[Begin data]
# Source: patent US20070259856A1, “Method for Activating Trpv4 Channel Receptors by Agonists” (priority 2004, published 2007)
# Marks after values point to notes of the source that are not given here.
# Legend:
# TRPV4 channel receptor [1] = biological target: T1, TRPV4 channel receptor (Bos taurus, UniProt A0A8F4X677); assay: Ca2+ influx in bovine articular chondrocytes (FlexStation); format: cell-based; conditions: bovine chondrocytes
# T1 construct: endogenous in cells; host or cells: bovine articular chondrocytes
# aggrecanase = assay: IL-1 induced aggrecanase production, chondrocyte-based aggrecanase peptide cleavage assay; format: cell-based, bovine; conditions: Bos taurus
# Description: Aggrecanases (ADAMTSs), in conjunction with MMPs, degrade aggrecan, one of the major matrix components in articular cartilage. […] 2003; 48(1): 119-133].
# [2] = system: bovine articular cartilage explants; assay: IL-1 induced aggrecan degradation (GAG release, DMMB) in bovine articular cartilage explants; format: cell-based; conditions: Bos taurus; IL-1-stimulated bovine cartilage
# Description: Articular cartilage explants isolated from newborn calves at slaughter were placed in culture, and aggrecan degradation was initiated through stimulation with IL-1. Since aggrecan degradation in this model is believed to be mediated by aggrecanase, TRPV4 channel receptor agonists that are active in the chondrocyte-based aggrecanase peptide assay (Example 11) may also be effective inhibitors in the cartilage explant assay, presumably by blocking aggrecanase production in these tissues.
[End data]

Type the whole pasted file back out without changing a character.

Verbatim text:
# Source: patent US20070259856A1, “Method for Activating Trpv4 Channel Receptors by Agonists” (priority 2004, published 2007)
# Marks after values point to notes of the source that are not given here.
# Legend:
# TRPV4 channel receptor [1] = biological target: T1, TRPV4 channel receptor (Bos taurus, UniProt A0A8F4X677); assay: Ca2+ influx in bovine articular chondrocytes (FlexStation); format: cell-based; conditions: bovine chondrocytes
# T1 construct: endogenous in cells; host or cells: bovine articular chondrocytes
# aggrecanase = assay: IL-1 induced aggrecanase production, chondrocyte-based aggrecanase peptide cleavage assay; format: cell-based, bovine; conditions: Bos taurus
# Description: Aggrecanases (ADAMTSs), in conjunction with MMPs, degrade aggrecan, one of the major matrix components in articular cartilage. […] 2003; 48(1): 119-133].
# [2] = system: bovine articular cartilage explants; assay: IL-1 induced aggrecan degradation (GAG release, DMMB) in bovine articular cartilage explants; format: cell-based; conditions: Bos taurus; IL-1-stimulated bovine cartilage
# Description: Articular cartilage explants isolated from newborn calves at slaughter were placed in culture, and aggrecan degradation was initiated through stimulation with IL-1. Since aggrecan degradation in this model is believed to be mediated by aggrecanase, TRPV4 channel receptor agonists that are active in the chondrocyte-based aggrecanase peptide assay (Example 11) may also be effective inhibitors in the cartilage explant assay, presumably by blocking aggrecanase production in these tissues.